[Truncated abstract] It is well established that fish, amphibians and reptiles recovering from physical activity of near maximal intensity can replenish completely their muscle glycogen stores in the absence of food. In contrast, the extent to which these stores are replenished under these conditions in humans has been reported in all but one study to be partial. This implies that a few consecutive bouts of intense exercise might eventually lead to the sustained depletion of the muscle glycogen stores in humans if food is unavailable, thus limiting their capacity to engage in fight or flight behaviors unless mechanisms exist to protect muscle glycogen against sustained depletion. The objective of Study 1 was to test this prediction. Eight participants performed three intense exercise bouts each separated by a recovery period of 75 minutes. Although only 53% of muscle glycogen was replenished after the first exercise bout (postexercise and post-recovery glycogen levels of 246 ± 25 and 320 ± 36 mmol.kg-1 dry mass, respectively), all the glycogen mobilised during the second and third bouts was completely replenished during the respective recovery periods, with glycogen reaching levels of 319 ± 29 mmol.kg-1 dry mass after recovery from the third bout. These findings show that humans are not different from other vertebrate species in that there are conditions where humans have the ability to completely replenish without food intake the muscle glycogen mobilised during exercise. The results of our first study raise the intriguing possibility that humans have pre-set muscle glycogen levels that are protected against sustained depletion, with the extent to which muscle glycogen stores are replenished after exercise being dependent on the amount of glycogen required to attain those protected levels. ... During recovery, glycogen levels in the NORM group increased by more than ~50% and reached levels close to those alleged to be protected (189 ± 21 mmol.kg-1 dry mass), whereas no glycogen was deposited in the HCHO group. The sustained post-exercise activation of glycogen synthase, the transient fall in whole body carbohydrate oxidation rate, the increased mobilisation of body proteins, and the prolonged elevation in NEFA levels most probably played important roles in enabling glycogen synthesis in the NORM group. In conclusion, this thesis shows for the first time that there are some conditions (e.g. low pre-exercise muscle glycogen levels) where humans recovering from intense exercise have the capacity, like other species, to replenish completely their muscle glycogen stores from endogenous carbon sources. This study also suggests that humans protect preset levels of muscle glycogen against sustained depletion and at levels high enough to support at least one maximal sprint effort to exhaustion. Evidence is also provided for the existence of a feedback mechanism whereby glycogen below their protected levels mediate the activation of glycogen synthase to restore the depleted muscle glycogen stores back to their protected levels. Our findings, however, leave us with a number of novel unanswered questions which clearly show that the regulation of glycogen metabolism is far from the simple process generally depicted in most textbooks of biochemistry.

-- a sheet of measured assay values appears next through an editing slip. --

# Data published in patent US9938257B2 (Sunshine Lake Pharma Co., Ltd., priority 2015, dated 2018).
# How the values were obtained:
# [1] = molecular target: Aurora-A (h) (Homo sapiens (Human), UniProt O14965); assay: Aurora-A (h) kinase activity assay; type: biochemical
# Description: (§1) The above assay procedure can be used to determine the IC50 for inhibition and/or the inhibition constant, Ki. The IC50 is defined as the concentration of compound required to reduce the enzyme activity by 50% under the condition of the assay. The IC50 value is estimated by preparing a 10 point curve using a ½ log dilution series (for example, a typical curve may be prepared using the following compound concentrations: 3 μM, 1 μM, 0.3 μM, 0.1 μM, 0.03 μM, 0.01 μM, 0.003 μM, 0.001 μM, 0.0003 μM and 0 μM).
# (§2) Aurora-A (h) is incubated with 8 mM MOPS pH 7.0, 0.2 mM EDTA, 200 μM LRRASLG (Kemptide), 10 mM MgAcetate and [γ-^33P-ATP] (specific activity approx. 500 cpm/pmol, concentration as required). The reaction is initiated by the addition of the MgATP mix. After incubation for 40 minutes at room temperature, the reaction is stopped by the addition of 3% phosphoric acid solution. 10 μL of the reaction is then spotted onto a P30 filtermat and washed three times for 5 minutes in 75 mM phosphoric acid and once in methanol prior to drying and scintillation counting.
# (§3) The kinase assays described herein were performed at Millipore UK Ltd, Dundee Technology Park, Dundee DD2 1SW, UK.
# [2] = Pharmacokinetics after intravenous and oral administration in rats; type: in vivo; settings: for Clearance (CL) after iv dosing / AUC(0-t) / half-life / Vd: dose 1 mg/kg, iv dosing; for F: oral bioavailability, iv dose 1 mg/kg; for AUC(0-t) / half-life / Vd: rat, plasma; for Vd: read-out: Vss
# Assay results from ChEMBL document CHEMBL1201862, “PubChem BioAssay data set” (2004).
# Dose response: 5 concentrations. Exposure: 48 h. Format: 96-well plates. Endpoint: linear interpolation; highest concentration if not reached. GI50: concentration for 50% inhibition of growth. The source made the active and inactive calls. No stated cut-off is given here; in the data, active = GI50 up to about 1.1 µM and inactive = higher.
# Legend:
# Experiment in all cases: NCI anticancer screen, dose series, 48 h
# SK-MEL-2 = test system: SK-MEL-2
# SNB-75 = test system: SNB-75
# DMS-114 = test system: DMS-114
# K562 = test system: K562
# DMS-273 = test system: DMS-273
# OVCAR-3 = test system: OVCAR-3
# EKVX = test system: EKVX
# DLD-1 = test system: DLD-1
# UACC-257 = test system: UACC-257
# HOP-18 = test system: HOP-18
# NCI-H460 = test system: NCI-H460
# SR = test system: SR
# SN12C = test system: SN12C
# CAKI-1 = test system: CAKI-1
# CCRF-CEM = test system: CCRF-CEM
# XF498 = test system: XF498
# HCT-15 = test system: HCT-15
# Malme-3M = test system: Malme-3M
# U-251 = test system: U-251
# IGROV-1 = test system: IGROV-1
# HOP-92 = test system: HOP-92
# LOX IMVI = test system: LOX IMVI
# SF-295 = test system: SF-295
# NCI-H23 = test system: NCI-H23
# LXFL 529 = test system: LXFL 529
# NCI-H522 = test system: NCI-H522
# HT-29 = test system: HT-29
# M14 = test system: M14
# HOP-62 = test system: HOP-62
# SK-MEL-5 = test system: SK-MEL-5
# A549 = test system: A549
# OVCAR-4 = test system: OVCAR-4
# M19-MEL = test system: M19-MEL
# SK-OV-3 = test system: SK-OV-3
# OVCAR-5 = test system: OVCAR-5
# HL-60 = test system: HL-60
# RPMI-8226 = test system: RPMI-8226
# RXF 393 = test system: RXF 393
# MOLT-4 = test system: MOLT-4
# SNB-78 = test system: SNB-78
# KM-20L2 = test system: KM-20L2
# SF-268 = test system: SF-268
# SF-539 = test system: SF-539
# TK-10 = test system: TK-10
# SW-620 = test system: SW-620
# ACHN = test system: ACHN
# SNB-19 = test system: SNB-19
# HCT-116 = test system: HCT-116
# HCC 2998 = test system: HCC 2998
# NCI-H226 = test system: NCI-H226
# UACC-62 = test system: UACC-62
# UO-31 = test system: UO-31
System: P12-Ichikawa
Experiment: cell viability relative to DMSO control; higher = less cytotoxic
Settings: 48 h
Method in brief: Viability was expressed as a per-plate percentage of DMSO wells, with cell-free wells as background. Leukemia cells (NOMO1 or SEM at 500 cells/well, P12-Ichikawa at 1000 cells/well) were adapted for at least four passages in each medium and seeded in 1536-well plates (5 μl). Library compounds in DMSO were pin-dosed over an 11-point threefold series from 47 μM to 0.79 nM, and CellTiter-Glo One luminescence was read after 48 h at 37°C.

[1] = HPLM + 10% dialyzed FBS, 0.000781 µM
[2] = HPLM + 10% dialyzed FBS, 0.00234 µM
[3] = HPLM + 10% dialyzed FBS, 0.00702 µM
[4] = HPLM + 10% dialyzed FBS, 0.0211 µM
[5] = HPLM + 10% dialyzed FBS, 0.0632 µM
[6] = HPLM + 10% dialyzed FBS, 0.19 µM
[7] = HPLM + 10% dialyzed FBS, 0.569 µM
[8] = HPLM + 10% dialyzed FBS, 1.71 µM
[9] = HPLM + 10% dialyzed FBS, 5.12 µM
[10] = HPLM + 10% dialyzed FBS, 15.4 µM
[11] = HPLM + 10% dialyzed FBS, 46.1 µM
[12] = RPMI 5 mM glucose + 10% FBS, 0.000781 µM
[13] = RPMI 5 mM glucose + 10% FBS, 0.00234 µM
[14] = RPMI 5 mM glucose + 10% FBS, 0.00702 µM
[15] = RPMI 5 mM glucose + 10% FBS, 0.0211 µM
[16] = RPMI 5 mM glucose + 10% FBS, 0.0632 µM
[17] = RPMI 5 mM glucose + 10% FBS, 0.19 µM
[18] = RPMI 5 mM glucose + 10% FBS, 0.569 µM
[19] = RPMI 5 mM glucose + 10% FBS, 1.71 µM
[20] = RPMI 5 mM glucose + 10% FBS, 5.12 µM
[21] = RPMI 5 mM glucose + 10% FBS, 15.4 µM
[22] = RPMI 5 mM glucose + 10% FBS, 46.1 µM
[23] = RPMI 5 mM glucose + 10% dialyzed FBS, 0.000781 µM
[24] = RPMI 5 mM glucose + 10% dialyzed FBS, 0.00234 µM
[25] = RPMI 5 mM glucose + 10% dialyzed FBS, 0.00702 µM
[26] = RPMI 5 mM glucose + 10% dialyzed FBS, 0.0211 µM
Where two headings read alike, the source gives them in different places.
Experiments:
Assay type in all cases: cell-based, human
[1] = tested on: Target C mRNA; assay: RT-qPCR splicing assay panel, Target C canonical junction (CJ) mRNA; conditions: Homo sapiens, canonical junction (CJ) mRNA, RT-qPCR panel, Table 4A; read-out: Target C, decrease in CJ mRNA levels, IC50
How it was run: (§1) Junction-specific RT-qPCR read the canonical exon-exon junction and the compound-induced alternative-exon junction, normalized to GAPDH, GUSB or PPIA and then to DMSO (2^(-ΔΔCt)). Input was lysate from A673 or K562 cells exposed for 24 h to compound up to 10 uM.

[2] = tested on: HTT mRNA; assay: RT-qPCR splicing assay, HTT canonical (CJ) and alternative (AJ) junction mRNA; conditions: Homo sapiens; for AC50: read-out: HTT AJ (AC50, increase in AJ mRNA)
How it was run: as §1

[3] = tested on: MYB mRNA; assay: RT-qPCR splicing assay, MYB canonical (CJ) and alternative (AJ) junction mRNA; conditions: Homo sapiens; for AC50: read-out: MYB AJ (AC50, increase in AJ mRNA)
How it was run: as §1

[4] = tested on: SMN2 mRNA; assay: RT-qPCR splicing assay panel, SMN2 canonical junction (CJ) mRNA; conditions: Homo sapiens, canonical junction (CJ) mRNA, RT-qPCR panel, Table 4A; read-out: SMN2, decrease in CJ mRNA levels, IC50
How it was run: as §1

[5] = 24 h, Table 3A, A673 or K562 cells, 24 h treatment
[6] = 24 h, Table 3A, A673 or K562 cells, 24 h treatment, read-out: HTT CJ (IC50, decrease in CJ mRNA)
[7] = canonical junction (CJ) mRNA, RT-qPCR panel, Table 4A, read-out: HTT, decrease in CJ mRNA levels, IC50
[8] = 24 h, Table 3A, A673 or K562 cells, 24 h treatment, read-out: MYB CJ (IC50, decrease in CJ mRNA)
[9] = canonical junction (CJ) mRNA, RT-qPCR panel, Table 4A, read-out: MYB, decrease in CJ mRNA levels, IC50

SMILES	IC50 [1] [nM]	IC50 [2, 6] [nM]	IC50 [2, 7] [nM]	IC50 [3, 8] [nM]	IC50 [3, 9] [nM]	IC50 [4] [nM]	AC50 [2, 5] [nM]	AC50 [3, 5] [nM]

|Qualification||Doctor of Philosophy|
|Publication status||Unpublished - 2010|